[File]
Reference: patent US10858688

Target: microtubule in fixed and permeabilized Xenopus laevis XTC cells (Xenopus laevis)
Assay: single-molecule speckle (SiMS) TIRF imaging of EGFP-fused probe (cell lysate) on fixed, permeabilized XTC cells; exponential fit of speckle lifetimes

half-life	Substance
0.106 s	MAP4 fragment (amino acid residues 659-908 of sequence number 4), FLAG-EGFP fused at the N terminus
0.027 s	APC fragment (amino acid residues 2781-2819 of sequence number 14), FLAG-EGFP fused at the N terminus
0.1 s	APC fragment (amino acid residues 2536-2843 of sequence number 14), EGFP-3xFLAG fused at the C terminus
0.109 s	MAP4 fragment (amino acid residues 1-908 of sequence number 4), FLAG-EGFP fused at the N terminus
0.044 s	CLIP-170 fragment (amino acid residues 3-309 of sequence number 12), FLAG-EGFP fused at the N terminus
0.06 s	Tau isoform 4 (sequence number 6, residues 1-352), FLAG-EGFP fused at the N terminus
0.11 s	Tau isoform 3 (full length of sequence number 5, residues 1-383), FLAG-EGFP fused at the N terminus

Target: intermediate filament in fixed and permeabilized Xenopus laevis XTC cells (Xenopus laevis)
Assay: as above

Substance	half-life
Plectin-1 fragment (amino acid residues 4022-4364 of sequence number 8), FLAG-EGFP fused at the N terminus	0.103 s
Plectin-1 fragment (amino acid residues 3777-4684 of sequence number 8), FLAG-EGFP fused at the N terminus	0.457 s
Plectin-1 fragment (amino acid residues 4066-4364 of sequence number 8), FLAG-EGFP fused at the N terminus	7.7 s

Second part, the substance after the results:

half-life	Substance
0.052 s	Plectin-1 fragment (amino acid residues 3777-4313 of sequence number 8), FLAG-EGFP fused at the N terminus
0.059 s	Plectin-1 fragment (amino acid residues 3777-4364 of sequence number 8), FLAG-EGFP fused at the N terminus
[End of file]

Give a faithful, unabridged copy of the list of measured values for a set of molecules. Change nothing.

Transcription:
Reference: patent US10858688

Target: microtubule in fixed and permeabilized Xenopus laevis XTC cells (Xenopus laevis)
Assay: single-molecule speckle (SiMS) TIRF imaging of EGFP-fused probe (cell lysate) on fixed, permeabilized XTC cells; exponential fit of speckle lifetimes

half-life	Substance
0.106 s	MAP4 fragment (amino acid residues 659-908 of sequence number 4), FLAG-EGFP fused at the N terminus
0.027 s	APC fragment (amino acid residues 2781-2819 of sequence number 14), FLAG-EGFP fused at the N terminus
0.1 s	APC fragment (amino acid residues 2536-2843 of sequence number 14), EGFP-3xFLAG fused at the C terminus
0.109 s	MAP4 fragment (amino acid residues 1-908 of sequence number 4), FLAG-EGFP fused at the N terminus
0.044 s	CLIP-170 fragment (amino acid residues 3-309 of sequence number 12), FLAG-EGFP fused at the N terminus
0.06 s	Tau isoform 4 (sequence number 6, residues 1-352), FLAG-EGFP fused at the N terminus
0.11 s	Tau isoform 3 (full length of sequence number 5, residues 1-383), FLAG-EGFP fused at the N terminus

Target: intermediate filament in fixed and permeabilized Xenopus laevis XTC cells (Xenopus laevis)
Assay: as above

Substance	half-life
Plectin-1 fragment (amino acid residues 4022-4364 of sequence number 8), FLAG-EGFP fused at the N terminus	0.103 s
Plectin-1 fragment (amino acid residues 3777-4684 of sequence number 8), FLAG-EGFP fused at the N terminus	0.457 s
Plectin-1 fragment (amino acid residues 4066-4364 of sequence number 8), FLAG-EGFP fused at the N terminus	7.7 s

Second part, the substance after the results:

half-life	Substance
0.052 s	Plectin-1 fragment (amino acid residues 3777-4313 of sequence number 8), FLAG-EGFP fused at the N terminus
0.059 s	Plectin-1 fragment (amino acid residues 3777-4364 of sequence number 8), FLAG-EGFP fused at the N terminus